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Coca-Cola is moving forward with its alcohol experiment

Coca-Cola is moving forward with its alcohol experiment

When someone brings up Coca-Cola, you likely think of the popular soft drink or another Coca-Cola product. However, few are aware that the soda giant has partially pivoted to alcoholic beverages. The company is moving forward with its experiment in the alcoholic drink space that has the potential to transition to the sale of Coca-Cola spirits and other alcoholic beverages across the world.

Will Coca-Cola Shake up the Alcoholic Drink Game?

Coca-Cola’s Chief Executive Officer and Chairman Jams Robert B. Quincey recently gave a speech at the Sanford C. Bernstein Strategic Decisions conference earlier this month in which he touched on the prospect for the company’s experimentation with alcoholic beverages to grow into something more significant. Quincey responded to the inquiry by stating that Coca-Cola’s experiments with alcoholic beverages have been interesting.

Coca-Cola has branched out in recent years, offering its own soda-coffee concoction along with Topo Chico Hard Seltzer through a partnership with Molson Coors Beverage Co. The corporate tandem is also poised to release Simply Spiked to the public in the months ahead.  Spiked is the alcoholic form of the company’s Simply brand drinks.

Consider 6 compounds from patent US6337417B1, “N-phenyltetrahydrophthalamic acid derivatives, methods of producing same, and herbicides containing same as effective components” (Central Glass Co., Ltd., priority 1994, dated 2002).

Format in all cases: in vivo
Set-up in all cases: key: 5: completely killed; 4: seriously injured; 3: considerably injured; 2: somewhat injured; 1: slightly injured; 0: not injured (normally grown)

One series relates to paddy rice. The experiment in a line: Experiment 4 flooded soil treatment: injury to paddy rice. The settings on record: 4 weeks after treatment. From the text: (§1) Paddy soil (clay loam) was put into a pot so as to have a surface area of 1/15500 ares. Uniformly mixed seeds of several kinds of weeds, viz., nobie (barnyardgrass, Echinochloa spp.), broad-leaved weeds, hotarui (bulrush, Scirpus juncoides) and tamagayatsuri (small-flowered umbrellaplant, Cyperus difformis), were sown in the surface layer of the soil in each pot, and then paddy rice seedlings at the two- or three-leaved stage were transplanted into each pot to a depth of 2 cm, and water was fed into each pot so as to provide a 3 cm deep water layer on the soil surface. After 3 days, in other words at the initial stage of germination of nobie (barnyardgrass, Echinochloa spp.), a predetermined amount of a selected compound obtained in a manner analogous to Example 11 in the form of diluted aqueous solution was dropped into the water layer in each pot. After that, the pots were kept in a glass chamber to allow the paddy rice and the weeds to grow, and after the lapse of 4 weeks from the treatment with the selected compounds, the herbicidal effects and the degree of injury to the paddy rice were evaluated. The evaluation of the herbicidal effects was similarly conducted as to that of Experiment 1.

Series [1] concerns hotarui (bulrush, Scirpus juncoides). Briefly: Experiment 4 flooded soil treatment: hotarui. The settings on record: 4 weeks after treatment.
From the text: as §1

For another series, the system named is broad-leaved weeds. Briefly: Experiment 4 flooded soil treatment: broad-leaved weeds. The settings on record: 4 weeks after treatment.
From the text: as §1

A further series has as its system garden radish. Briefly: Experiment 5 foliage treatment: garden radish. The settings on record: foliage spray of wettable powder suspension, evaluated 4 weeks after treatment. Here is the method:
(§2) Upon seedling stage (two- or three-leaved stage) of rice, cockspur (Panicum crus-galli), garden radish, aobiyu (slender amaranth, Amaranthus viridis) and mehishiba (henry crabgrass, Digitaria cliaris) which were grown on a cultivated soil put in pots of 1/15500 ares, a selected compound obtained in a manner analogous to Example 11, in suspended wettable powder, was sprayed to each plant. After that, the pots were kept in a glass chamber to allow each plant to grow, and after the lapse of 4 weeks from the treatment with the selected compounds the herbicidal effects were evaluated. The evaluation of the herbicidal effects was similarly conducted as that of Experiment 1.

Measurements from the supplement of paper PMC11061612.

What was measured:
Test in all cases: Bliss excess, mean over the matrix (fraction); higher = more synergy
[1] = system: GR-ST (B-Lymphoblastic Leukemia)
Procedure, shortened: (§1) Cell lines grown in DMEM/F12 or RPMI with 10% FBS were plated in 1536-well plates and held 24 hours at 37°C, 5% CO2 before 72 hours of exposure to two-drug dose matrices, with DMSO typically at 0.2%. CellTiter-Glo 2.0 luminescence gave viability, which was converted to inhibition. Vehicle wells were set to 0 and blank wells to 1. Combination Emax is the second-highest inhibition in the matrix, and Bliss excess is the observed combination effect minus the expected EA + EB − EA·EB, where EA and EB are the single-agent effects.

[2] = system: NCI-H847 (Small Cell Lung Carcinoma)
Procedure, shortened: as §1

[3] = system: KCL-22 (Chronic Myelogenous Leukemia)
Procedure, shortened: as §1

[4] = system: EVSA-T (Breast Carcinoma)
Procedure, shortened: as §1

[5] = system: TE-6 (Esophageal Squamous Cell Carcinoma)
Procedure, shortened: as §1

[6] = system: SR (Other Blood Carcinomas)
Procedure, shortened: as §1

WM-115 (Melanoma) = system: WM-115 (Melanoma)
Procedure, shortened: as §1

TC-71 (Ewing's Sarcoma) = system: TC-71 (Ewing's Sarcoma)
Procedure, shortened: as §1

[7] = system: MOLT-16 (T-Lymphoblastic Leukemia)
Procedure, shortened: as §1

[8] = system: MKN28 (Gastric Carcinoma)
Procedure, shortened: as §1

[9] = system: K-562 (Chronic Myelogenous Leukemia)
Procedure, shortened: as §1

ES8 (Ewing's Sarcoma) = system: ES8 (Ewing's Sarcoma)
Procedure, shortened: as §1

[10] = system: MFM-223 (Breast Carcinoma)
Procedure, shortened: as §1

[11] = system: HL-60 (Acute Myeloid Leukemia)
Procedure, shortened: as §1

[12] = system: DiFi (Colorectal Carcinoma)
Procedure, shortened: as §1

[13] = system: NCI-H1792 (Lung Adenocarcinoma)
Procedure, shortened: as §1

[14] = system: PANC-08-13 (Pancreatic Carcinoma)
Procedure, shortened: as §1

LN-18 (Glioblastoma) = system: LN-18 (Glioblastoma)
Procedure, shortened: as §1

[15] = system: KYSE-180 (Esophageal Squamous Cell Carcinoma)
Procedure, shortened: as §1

Fortune Favors the Bold

When it comes to business and most other aspects of life, fortune favors those who take chances. Coca-Cola is pushing the envelope this year, debuting new alcoholic drinks within and also outside of the United States. As an example, the company teamed up with Constellation Brands to bring Fresca mixed cocktails to the market.  

The question is whether Coca-Cola can disrupt the alcoholic drink market that has been dominated by hard seltzers for several years. Coca-Cola’s entry into the summer drink wars foray will certainly be interesting even if it proves unsuccessful. There is no arguing that the company’s willingness to take on the industry stalwarts and attempt to capture market share is a net positive for thirsty consumers.

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